Washington State Capitol Building in Olympia. File photo

Washington State Capitol Building in Olympia. File photo

House passes bill to increase financial reporting, transparency by healthcare providers

Bill’s prime sponsor says it will help address healthcare equity and affordability.

Washington state legislators in the House passed a bill intended to increase financial transparency and reporting among healthcare organizations.

House Bill 1272 passed in the House after a 58 to 40 vote on Feb. 25.

The bill’s prime sponsor, Nicole Macri (D-Seattle), said her bill will help the state to better understand how healthcare organizations are using tax dollars to serve different communities and will allow for these organizations to be held accountable as government spending on healthcare increases.

Macri said the Washington state government purchases more healthcare services than any other entity in the state, both for public employees and on behalf of more than two million low-income residents. She said that is why it is important for the public and for decision-makers to understand how well public dollars are being budgeted.

“This bill seeks data that will unveil what is important to solving, not just the sustainability and affordability of healthcare for Washingtonians,” Macri said. “It will also help us in solving the deep racial inequities in healthcare settings, including [higher] mortality rates that people of color, especially Black people face.”

If passed in the Senate, the bill would require healthcare providers to give detailed reports of the staff on-duty, the services they provide, the cost of those services and demographic information about the patients who receive care. Including the patient’s race, ethnicity, preferred language, any disability and zip code of primary residence.

Legislative Director at the Washington State Labor Council AFL-CIO Sybill Hyppolite said having data to see how healthcare resources are being used and how different patients are being treated across different intersectionalities will help us hold our healthcare system accountable.

Hyppolite said healthcare can often feel like a “black box,” in which patients receive their bill and it can be unclear exactly how costs are determined.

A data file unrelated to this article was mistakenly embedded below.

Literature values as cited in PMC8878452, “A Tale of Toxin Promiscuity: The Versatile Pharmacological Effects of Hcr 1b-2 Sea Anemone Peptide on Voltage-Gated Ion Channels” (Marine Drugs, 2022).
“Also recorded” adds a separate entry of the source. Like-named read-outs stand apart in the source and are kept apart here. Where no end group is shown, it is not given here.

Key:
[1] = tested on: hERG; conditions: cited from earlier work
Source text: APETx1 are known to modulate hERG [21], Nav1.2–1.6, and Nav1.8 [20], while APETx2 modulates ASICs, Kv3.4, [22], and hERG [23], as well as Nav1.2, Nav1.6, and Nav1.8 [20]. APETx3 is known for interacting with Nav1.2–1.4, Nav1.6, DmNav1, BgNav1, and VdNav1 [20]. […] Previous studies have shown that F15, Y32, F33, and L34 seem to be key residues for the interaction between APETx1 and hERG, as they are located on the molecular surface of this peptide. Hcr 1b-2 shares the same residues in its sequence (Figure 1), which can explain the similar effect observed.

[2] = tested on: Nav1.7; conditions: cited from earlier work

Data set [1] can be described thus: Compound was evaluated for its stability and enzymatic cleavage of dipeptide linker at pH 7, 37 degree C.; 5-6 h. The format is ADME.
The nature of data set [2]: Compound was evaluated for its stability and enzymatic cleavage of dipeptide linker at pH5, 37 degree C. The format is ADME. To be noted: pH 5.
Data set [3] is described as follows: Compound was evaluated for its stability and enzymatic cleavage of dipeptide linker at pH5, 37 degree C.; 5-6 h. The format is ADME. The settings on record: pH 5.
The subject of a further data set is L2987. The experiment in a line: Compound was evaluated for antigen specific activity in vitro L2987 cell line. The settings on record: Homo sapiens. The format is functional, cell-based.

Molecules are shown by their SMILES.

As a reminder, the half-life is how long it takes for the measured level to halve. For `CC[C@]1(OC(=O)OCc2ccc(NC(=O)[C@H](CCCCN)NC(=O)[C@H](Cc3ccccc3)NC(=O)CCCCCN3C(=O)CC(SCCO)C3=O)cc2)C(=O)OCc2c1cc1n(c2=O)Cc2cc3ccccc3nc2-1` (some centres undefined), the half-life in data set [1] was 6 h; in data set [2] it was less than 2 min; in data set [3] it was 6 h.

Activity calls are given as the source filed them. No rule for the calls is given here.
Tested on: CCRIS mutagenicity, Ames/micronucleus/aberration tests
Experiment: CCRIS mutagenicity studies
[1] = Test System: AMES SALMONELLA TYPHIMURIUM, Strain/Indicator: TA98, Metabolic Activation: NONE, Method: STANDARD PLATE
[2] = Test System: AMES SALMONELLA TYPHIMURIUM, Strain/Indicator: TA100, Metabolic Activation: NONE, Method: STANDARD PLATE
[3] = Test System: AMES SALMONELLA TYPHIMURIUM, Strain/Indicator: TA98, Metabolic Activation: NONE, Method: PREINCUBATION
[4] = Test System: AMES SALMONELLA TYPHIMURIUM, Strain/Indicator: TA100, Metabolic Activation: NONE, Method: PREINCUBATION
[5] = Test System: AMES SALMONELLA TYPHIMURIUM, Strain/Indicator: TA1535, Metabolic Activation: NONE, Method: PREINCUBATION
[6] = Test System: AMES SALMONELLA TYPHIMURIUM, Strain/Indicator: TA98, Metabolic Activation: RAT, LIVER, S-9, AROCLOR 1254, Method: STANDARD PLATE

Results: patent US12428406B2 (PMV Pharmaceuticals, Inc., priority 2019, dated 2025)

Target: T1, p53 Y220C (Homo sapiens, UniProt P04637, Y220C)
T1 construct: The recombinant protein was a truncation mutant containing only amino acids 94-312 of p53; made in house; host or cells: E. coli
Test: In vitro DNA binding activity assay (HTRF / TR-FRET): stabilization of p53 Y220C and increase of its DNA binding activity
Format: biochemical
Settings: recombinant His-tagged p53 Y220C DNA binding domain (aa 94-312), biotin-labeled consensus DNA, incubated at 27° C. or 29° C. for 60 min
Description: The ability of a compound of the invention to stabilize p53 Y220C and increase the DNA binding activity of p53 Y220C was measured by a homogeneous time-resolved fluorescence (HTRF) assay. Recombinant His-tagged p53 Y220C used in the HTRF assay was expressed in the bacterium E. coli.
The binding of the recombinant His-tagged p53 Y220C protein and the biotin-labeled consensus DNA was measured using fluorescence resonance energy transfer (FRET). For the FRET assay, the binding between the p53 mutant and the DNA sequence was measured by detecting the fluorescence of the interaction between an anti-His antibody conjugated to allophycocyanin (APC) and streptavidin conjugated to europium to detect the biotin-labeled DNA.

“Over the past decade, we watched our healthcare systems consolidate and expand at rapid rates,” Hyppolite testified to the House Appropriations Committee on Feb. 18. “And while communities and legislators were told that increased consolidation would lead to lower costs and improved care, the data tells us otherwise.”

The bill includes provisions that each hospital must report data elements identifying its revenues, expenses, contractual allowances, charity care, bad debt, other income, total units of inpatient and outpatient services, and other financial and employee compensation information.

Hyppolite said this kind of financial reporting comprehensively helps to hold healthcare providers accountable and focused on providing affordable and cost-efficient care, which she says is especially important for non-profit healthcare facilities that are exempt from certain taxes as part of a good-faith agreement that they will responsibly provide affordable care for their communities.

She said she suspects large healthcare systems that have shifted focus away from care quality and affordability in favor of financial gain will not be compelled to change until stats and data publicly show their failure.

“You need to be able to see what is going on to be able to fix it,” Hyppolite said.


Talk to us

Please share your story tips by emailing editor@vashonbeachcomber.com.

To share your opinion for publication, submit a letter through our website https://www.vashonbeachcomber.com/submit-letter/. Include your name, address and daytime phone number. (We’ll only publish your name and hometown.) Please keep letters to 300 words or less.

More in News

orca
Thanksgiving Day brings magnificent visitors to island waters

J-Pod orcas visit Point Robinson on Thanksgiving Day.

Vashon man charged with sexual assault

The man allegedly assaulted a woman at a Vashon home where both he and the woman were present.

vib
Experts urge caution as variant emerges during holiday season

VashonBePrepared estimates more than half of Vashon’s 5 to 11-year-olds have their first COVID shots.

tease
Artist, writer and adventurer Kajira Wyn Berry dies at 94

Arriving on Vashon at the age of 48, Kaj Berryquickly found both purpose and a deep sense of place.

TEASE
Film icon Tom Skerritt brings acclaimed new film to Vashon

“East of the Mountains,” will be screened at 7 p.m. Thursday, Dec. 9, at Vashon Theatre.

found
A new documentary, ‘Found,’ features a familiar local family

“Found,” a new feature documentary that premiered on Netflix in mid-October, has… Continue reading

What’s Happening | Dec. 2 edition

WinterFest is back in full swing, celebrate Chanukah with the Havurah and more.

covid
VashonBePrepared’s Guide for the Holidays while being COVID Safe

VashonBePrepared offers tips for remaining healthy and safe during the upcoming holiday season.

aids
Vashon World AIDS Day teaches through art, theatre and more

Community commemorates World AIDS Day through various programs.

Most Read